Read More Show Less

Customer Reviews

Average Rating 4
( 1226 )
Rating Distribution

5 Star

(535)

4 Star

(263)

3 Star

(194)

2 Star

(100)

1 Star

(134)

Your Rating:

Your Name: Create a Pen Name or

Barnes & Noble.com Review Rules

Our reader reviews allow you to share your comments on titles you liked, or didn't, with others. By submitting an online review, you are representing to Barnes & Noble.com that all information contained in your review is original and accurate in all respects, and that the submission of such content by you and the posting of such content by Barnes & Noble.com does not and will not violate the rights of any third party. Please follow the rules below to help ensure that your review can be posted.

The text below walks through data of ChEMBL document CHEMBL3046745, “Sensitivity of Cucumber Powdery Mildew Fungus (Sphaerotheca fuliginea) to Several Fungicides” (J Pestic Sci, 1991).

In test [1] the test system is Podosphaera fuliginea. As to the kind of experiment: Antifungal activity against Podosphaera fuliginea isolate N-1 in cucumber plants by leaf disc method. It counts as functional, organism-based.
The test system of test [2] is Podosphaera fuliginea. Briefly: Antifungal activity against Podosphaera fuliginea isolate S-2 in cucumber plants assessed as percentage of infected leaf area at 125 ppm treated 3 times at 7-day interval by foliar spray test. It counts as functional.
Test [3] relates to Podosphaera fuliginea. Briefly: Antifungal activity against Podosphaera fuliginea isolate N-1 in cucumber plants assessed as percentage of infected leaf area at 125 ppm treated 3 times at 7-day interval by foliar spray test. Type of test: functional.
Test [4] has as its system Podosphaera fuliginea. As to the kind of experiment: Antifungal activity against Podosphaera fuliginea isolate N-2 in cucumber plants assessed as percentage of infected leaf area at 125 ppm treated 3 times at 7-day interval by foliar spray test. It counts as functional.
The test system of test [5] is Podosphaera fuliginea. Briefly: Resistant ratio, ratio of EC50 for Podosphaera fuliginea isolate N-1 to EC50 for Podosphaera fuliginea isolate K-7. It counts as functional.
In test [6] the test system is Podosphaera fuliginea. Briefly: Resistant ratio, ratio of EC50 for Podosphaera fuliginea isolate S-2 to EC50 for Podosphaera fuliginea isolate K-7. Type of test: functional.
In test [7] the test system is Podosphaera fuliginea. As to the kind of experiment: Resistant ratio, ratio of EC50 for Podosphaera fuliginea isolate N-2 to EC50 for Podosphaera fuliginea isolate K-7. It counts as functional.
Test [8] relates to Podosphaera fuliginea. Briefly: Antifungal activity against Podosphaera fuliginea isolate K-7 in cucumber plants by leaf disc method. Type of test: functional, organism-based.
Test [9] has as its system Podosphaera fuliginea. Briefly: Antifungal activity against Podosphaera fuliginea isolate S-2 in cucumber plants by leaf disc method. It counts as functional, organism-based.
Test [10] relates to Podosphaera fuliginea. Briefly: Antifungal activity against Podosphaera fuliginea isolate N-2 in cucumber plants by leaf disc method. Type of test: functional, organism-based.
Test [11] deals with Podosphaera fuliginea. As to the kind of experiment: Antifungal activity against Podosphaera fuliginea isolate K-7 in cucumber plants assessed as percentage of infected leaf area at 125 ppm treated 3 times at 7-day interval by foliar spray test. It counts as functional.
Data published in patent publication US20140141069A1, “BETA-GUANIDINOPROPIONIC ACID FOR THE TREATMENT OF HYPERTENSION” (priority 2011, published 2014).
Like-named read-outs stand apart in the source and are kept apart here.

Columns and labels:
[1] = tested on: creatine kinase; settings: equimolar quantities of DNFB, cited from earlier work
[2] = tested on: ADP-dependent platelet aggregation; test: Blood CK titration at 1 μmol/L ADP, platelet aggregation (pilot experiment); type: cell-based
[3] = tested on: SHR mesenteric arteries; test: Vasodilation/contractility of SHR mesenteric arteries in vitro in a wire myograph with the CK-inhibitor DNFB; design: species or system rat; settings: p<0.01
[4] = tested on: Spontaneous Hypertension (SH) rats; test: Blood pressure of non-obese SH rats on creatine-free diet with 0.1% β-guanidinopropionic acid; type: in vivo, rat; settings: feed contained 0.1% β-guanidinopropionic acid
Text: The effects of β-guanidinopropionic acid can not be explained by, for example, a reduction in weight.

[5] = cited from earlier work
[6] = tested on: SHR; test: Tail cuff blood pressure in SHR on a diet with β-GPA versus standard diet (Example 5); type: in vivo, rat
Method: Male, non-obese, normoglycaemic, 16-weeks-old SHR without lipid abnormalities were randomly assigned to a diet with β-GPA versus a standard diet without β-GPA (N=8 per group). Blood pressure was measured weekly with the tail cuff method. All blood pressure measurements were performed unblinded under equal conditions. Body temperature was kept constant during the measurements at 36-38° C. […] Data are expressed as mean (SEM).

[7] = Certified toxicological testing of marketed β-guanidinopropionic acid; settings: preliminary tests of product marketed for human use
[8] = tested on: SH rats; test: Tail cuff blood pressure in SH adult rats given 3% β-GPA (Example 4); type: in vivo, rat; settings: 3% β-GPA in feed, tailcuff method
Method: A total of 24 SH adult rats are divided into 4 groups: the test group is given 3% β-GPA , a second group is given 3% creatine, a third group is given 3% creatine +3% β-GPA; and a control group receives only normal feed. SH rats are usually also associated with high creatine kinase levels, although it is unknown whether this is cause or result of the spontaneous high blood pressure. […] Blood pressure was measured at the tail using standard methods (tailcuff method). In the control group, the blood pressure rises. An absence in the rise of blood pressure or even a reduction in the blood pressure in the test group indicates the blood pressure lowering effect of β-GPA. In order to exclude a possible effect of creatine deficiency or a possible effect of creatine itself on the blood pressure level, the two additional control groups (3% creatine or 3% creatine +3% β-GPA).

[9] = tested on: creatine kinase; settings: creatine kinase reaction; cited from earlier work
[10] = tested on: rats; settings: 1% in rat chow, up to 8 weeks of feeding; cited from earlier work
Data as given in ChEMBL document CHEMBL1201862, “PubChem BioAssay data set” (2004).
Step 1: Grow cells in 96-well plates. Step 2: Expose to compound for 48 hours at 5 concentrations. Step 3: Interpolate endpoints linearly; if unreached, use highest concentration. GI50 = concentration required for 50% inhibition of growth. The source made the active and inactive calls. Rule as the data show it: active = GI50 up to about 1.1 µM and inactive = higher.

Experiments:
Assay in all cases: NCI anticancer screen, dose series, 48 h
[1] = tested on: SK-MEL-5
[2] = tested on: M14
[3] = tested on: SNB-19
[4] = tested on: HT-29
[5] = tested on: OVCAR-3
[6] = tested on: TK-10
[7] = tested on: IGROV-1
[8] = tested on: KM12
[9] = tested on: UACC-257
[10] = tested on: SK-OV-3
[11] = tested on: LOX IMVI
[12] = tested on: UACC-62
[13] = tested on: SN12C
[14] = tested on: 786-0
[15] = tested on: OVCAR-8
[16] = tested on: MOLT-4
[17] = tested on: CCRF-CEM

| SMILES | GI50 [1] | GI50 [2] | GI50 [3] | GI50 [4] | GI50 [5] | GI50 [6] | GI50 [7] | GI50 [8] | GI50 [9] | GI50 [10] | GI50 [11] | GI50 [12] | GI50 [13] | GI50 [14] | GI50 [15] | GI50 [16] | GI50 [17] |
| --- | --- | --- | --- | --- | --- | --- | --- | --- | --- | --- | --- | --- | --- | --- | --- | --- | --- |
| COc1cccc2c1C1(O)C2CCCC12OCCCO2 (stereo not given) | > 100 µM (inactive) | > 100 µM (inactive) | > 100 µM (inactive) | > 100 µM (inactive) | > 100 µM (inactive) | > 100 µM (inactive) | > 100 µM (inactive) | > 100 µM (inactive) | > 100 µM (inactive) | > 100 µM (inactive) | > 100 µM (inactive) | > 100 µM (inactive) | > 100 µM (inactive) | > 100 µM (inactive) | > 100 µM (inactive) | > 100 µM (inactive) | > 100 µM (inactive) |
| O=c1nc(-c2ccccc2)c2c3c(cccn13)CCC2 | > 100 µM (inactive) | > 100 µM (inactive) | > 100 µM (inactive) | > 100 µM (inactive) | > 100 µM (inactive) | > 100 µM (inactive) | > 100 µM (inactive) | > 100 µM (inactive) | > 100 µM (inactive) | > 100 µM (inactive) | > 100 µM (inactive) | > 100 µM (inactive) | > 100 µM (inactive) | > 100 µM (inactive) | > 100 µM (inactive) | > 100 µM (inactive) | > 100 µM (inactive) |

Reviews by Our Customers Under the Age of 13

We highly value and respect everyone's opinion concerning the titles we offer. However, we cannot allow persons under the age of 13 to have accounts at BN.com or to post customer reviews. Please see our Terms of Use for more details.

What to exclude from your review:

Please do not write about reviews, commentary, or information posted on the product page. If you see any errors in the information on the product page, please send us an email.

Reviews should not contain any of the following:

  • - HTML tags, profanity, obscenities, vulgarities, or comments that defame anyone
  • - Time-sensitive information such as tour dates, signings, lectures, etc.
  • - Single-word reviews. Other people will read your review to discover why you liked or didn't like the title. Be descriptive.
  • - Comments focusing on the author or that may ruin the ending for others
  • - Phone numbers, addresses, URLs
  • - Pricing and availability information or alternative ordering information
  • - Advertisements or commercial solicitation